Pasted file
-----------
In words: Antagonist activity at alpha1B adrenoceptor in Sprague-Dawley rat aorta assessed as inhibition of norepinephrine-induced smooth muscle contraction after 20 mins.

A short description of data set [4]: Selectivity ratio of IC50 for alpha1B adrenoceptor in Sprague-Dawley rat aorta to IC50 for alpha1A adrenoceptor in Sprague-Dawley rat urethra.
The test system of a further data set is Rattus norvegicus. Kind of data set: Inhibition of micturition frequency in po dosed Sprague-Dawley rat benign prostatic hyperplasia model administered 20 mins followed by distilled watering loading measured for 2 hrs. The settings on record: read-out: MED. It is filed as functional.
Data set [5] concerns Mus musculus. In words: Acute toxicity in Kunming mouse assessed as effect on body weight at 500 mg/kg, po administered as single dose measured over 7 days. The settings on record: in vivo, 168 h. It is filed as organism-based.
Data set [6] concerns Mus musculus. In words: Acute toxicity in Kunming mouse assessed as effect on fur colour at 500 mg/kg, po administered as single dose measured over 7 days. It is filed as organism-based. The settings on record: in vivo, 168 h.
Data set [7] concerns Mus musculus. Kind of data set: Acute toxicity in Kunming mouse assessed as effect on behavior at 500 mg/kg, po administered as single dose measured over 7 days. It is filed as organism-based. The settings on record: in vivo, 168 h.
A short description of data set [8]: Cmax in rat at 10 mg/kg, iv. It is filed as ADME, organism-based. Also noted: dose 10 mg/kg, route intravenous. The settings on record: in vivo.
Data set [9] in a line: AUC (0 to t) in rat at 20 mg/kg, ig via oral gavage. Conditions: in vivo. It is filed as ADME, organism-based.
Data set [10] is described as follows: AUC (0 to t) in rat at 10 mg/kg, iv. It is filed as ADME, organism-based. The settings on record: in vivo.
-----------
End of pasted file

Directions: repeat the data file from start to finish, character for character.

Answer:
In words: Antagonist activity at alpha1B adrenoceptor in Sprague-Dawley rat aorta assessed as inhibition of norepinephrine-induced smooth muscle contraction after 20 mins.

A short description of data set [4]: Selectivity ratio of IC50 for alpha1B adrenoceptor in Sprague-Dawley rat aorta to IC50 for alpha1A adrenoceptor in Sprague-Dawley rat urethra.
The test system of a further data set is Rattus norvegicus. Kind of data set: Inhibition of micturition frequency in po dosed Sprague-Dawley rat benign prostatic hyperplasia model administered 20 mins followed by distilled watering loading measured for 2 hrs. The settings on record: read-out: MED. It is filed as functional.
Data set [5] concerns Mus musculus. In words: Acute toxicity in Kunming mouse assessed as effect on body weight at 500 mg/kg, po administered as single dose measured over 7 days. The settings on record: in vivo, 168 h. It is filed as organism-based.
Data set [6] concerns Mus musculus. In words: Acute toxicity in Kunming mouse assessed as effect on fur colour at 500 mg/kg, po administered as single dose measured over 7 days. It is filed as organism-based. The settings on record: in vivo, 168 h.
Data set [7] concerns Mus musculus. Kind of data set: Acute toxicity in Kunming mouse assessed as effect on behavior at 500 mg/kg, po administered as single dose measured over 7 days. It is filed as organism-based. The settings on record: in vivo, 168 h.
A short description of data set [8]: Cmax in rat at 10 mg/kg, iv. It is filed as ADME, organism-based. Also noted: dose 10 mg/kg, route intravenous. The settings on record: in vivo.
Data set [9] in a line: AUC (0 to t) in rat at 20 mg/kg, ig via oral gavage. Conditions: in vivo. It is filed as ADME, organism-based.
Data set [10] is described as follows: AUC (0 to t) in rat at 10 mg/kg, iv. It is filed as ADME, organism-based. The settings on record: in vivo.